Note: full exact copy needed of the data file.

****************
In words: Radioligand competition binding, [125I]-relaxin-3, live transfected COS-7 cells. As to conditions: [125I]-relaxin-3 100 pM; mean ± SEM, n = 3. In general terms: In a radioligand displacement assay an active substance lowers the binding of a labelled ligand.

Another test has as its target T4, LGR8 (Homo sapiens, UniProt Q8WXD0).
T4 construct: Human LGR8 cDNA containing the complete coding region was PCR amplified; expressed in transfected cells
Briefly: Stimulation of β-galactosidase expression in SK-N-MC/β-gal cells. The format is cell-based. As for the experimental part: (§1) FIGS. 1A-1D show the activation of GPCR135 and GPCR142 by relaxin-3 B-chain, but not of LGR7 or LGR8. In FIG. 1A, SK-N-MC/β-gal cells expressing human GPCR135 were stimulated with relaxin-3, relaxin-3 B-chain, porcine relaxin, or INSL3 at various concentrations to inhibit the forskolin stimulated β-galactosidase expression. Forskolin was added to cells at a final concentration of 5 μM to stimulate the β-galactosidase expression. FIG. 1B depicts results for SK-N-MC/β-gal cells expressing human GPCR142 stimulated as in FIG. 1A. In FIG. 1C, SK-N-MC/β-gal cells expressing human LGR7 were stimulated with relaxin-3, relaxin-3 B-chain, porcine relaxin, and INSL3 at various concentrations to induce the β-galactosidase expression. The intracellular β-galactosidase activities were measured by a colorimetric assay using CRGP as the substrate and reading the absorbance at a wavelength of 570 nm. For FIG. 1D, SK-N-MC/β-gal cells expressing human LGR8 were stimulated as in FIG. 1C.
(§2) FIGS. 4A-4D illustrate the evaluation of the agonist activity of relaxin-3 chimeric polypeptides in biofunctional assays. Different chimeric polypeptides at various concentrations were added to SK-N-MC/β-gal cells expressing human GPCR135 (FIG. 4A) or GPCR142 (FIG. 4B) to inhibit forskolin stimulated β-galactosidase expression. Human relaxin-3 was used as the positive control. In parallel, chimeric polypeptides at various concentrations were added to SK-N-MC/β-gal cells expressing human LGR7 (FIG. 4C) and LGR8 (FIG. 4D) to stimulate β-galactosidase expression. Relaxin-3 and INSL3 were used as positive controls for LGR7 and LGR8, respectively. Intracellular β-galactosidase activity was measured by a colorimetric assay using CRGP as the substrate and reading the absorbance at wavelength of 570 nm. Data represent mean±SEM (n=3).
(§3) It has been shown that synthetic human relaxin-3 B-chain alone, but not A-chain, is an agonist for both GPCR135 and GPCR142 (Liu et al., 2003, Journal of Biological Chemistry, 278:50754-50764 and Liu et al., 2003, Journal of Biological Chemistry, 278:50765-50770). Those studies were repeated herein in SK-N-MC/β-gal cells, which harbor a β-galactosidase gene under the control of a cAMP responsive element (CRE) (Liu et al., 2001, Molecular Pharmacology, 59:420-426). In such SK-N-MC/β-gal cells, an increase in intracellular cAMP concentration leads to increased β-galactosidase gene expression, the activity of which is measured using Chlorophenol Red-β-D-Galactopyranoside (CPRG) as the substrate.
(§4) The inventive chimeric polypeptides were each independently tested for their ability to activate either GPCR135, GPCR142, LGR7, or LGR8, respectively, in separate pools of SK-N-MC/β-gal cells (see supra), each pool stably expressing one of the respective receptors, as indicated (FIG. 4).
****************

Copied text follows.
In words: Radioligand competition binding, [125I]-relaxin-3, live transfected COS-7 cells. As to conditions: [125I]-relaxin-3 100 pM; mean ± SEM, n = 3. In general terms: In a radioligand displacement assay an active substance lowers the binding of a labelled ligand.

Another test has as its target T4, LGR8 (Homo sapiens, UniProt Q8WXD0).
T4 construct: Human LGR8 cDNA containing the complete coding region was PCR amplified; expressed in transfected cells
Briefly: Stimulation of β-galactosidase expression in SK-N-MC/β-gal cells. The format is cell-based. As for the experimental part: (§1) FIGS. 1A-1D show the activation of GPCR135 and GPCR142 by relaxin-3 B-chain, but not of LGR7 or LGR8. In FIG. 1A, SK-N-MC/β-gal cells expressing human GPCR135 were stimulated with relaxin-3, relaxin-3 B-chain, porcine relaxin, or INSL3 at various concentrations to inhibit the forskolin stimulated β-galactosidase expression. Forskolin was added to cells at a final concentration of 5 μM to stimulate the β-galactosidase expression. FIG. 1B depicts results for SK-N-MC/β-gal cells expressing human GPCR142 stimulated as in FIG. 1A. In FIG. 1C, SK-N-MC/β-gal cells expressing human LGR7 were stimulated with relaxin-3, relaxin-3 B-chain, porcine relaxin, and INSL3 at various concentrations to induce the β-galactosidase expression. The intracellular β-galactosidase activities were measured by a colorimetric assay using CRGP as the substrate and reading the absorbance at a wavelength of 570 nm. For FIG. 1D, SK-N-MC/β-gal cells expressing human LGR8 were stimulated as in FIG. 1C.
(§2) FIGS. 4A-4D illustrate the evaluation of the agonist activity of relaxin-3 chimeric polypeptides in biofunctional assays. Different chimeric polypeptides at various concentrations were added to SK-N-MC/β-gal cells expressing human GPCR135 (FIG. 4A) or GPCR142 (FIG. 4B) to inhibit forskolin stimulated β-galactosidase expression. Human relaxin-3 was used as the positive control. In parallel, chimeric polypeptides at various concentrations were added to SK-N-MC/β-gal cells expressing human LGR7 (FIG. 4C) and LGR8 (FIG. 4D) to stimulate β-galactosidase expression. Relaxin-3 and INSL3 were used as positive controls for LGR7 and LGR8, respectively. Intracellular β-galactosidase activity was measured by a colorimetric assay using CRGP as the substrate and reading the absorbance at wavelength of 570 nm. Data represent mean±SEM (n=3).
(§3) It has been shown that synthetic human relaxin-3 B-chain alone, but not A-chain, is an agonist for both GPCR135 and GPCR142 (Liu et al., 2003, Journal of Biological Chemistry, 278:50754-50764 and Liu et al., 2003, Journal of Biological Chemistry, 278:50765-50770). Those studies were repeated herein in SK-N-MC/β-gal cells, which harbor a β-galactosidase gene under the control of a cAMP responsive element (CRE) (Liu et al., 2001, Molecular Pharmacology, 59:420-426). In such SK-N-MC/β-gal cells, an increase in intracellular cAMP concentration leads to increased β-galactosidase gene expression, the activity of which is measured using Chlorophenol Red-β-D-Galactopyranoside (CPRG) as the substrate.
(§4) The inventive chimeric polypeptides were each independently tested for their ability to activate either GPCR135, GPCR142, LGR7, or LGR8, respectively, in separate pools of SK-N-MC/β-gal cells (see supra), each pool stably expressing one of the respective receptors, as indicated (FIG. 4).